I think we must understand that we may need to conduct larger trials than we currently do, because of the variability in HD. There is a lot of variability in the rate of progression and phenotypic expression in symptomatic HD, which may be even greater in the premanifest population. We need to consider doing larger trials and incorporating biomarkers, which can then be validated for use in subsequent studies. We must also be cognizant that these individuals are otherwise healthy, living full lives and contributing to society, so determining the right time to start a treatment is critically important. 

HD INSIGHTS: You and your colleagues conducted one of the first-ever clinical trials in a prodromal HD population. Can you tell us about that clinical trial and what you learned?

ROSAS: You are referring to the PRECREST study, which was a placebo-controlled, blinded study of individuals who were either known gene carriers or at-risk for HD. One of the crucial challenges for using a genetic test or other markers to identify study participants is that, for most individuals, learning that they have a currently untreatable disease may not only be unwelcome but can be socially, economically, and psychologically detrimental. PRECREST solved this by enrolling participants from HD families without requiring personal genetic testing for entry, and by not disclosing the genetic test results needed later to analyze the data. This meant that participants at-risk for HD who wanted to participate without having to learn their genetic status could do so. This also meant that participants who did not have the genetic mutation could be healthy controls. PRECREST has great relevance to prevention trials being considered for other neurodegenerative diseases such as the forthcoming DIAN trials for AD (see Editor’s Desk, below).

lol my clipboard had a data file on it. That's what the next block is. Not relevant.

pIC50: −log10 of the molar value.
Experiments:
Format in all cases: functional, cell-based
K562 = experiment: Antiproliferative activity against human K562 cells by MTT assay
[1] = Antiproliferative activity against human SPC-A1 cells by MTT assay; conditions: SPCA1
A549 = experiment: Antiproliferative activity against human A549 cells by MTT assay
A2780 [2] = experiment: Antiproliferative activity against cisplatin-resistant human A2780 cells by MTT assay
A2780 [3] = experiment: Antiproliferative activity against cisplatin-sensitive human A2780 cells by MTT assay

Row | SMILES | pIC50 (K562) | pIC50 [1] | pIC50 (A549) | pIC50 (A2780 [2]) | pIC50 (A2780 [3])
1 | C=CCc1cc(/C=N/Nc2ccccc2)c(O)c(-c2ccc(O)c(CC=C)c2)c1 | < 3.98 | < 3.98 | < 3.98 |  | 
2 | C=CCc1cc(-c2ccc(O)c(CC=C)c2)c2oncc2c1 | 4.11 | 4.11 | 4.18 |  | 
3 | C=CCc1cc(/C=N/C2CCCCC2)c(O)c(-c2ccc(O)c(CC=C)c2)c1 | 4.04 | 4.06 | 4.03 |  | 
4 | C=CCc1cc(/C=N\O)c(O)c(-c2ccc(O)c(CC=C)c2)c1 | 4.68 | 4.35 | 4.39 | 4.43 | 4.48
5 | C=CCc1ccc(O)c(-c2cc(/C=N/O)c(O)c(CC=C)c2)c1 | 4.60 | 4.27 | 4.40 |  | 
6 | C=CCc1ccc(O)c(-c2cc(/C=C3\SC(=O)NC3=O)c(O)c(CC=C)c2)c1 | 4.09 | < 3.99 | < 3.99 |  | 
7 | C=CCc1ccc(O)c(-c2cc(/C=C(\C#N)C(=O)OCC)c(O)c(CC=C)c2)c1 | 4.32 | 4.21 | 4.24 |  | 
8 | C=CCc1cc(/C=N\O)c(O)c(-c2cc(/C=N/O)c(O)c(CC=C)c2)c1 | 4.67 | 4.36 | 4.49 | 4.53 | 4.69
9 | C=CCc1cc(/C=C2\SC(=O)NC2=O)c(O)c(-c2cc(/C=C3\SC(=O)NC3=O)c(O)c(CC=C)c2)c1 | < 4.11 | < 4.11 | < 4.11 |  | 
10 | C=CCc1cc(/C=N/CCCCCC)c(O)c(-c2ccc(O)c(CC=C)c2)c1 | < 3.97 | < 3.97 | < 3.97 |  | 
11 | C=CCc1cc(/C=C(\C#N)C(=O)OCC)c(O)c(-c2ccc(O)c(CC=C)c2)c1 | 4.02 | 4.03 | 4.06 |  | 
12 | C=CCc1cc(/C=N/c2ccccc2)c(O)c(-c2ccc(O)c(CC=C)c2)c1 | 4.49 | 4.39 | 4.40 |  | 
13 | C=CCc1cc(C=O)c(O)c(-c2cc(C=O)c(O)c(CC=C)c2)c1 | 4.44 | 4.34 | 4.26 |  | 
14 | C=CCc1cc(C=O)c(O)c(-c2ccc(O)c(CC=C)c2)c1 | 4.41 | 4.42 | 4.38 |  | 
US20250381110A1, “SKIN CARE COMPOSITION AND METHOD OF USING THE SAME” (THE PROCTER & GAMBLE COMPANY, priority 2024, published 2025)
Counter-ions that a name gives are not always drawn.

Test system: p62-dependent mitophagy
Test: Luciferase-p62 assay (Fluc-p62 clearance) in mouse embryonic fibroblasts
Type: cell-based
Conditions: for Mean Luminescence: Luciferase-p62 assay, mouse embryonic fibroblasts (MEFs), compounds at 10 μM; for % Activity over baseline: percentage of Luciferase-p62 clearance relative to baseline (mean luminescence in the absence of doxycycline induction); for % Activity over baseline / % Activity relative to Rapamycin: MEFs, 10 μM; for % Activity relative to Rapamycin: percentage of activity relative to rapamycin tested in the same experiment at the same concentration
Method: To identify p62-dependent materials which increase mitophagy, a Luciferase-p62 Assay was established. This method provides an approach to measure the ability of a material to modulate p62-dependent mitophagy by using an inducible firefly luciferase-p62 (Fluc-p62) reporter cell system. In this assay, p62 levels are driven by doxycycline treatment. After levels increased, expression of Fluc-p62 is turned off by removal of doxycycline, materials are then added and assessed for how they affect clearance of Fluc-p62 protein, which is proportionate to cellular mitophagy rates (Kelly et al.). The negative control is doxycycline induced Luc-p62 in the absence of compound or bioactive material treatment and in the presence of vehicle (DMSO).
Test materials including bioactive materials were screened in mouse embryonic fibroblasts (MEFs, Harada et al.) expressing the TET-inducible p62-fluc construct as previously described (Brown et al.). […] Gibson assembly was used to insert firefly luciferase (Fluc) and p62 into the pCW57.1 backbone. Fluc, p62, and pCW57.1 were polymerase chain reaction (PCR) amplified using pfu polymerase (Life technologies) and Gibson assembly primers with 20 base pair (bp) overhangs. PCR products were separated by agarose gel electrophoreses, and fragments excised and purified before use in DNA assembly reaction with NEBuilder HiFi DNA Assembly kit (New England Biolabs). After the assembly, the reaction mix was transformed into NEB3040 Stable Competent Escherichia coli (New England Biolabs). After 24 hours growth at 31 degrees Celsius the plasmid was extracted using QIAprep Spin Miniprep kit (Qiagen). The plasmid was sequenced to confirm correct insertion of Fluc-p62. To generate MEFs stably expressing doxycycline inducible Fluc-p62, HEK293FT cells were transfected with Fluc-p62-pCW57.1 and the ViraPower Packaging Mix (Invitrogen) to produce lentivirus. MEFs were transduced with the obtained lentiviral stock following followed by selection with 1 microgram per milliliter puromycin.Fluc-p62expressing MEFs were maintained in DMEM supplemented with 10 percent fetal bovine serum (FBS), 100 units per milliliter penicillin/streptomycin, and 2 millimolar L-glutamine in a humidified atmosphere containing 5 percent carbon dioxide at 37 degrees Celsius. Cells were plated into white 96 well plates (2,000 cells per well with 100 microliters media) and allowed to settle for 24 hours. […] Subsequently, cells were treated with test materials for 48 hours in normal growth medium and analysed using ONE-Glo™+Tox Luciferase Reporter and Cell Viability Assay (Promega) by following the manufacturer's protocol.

We incorporated a number of biomarkers, including blood markers, imaging markers, and additional clinical cognitive assessments, into PRECREST. The study was designed in part to determine the kind of perspectives that individuals had about participating in the clinical trial, as well as to assess high-dose creatine, a nutritional supplement, for safety, tolerability and possible disease modification. There were studies that showed some potential benefit early in the course of HD, and we wanted to get a sense of how the treatment influenced these biomarkers.